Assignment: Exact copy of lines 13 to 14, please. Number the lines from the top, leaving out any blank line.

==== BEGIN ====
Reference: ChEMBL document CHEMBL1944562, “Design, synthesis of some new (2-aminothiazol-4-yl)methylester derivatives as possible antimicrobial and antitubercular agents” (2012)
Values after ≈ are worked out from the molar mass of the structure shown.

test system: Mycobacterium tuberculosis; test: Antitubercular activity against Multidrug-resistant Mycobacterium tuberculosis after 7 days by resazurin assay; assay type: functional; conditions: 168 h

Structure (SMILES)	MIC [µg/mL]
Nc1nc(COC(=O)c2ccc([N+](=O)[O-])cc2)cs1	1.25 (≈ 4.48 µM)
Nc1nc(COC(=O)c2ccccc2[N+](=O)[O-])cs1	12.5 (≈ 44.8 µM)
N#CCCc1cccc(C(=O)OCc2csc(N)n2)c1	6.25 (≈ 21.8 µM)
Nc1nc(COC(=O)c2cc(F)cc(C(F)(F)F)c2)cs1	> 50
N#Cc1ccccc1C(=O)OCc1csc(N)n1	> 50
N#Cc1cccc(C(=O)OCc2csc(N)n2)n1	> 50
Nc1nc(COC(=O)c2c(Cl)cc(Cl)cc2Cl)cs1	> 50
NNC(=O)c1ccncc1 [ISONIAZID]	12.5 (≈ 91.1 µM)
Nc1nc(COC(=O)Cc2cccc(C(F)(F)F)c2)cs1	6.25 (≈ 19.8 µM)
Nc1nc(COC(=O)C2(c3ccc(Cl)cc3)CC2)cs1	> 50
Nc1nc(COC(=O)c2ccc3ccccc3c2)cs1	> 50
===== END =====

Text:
Nc1nc(COC(=O)Cc2cccc(C(F)(F)F)c2)cs1	6.25 (≈ 19.8 µM)
Nc1nc(COC(=O)C2(c3ccc(Cl)cc3)CC2)cs1	> 50